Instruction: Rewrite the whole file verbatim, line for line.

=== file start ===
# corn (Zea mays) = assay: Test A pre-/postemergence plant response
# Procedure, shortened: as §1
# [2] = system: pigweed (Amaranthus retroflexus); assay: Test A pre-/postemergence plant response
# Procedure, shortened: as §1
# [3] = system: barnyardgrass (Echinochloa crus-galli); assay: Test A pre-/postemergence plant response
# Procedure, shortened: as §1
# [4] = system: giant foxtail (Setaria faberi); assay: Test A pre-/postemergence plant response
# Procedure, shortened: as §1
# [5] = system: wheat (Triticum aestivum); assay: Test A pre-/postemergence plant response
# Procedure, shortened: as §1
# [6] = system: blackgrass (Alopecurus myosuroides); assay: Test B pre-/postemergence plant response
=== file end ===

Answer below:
# corn (Zea mays) = assay: Test A pre-/postemergence plant response
# Procedure, shortened: as §1
# [2] = system: pigweed (Amaranthus retroflexus); assay: Test A pre-/postemergence plant response
# Procedure, shortened: as §1
# [3] = system: barnyardgrass (Echinochloa crus-galli); assay: Test A pre-/postemergence plant response
# Procedure, shortened: as §1
# [4] = system: giant foxtail (Setaria faberi); assay: Test A pre-/postemergence plant response
# Procedure, shortened: as §1
# [5] = system: wheat (Triticum aestivum); assay: Test A pre-/postemergence plant response
# Procedure, shortened: as §1
# [6] = system: blackgrass (Alopecurus myosuroides); assay: Test B pre-/postemergence plant response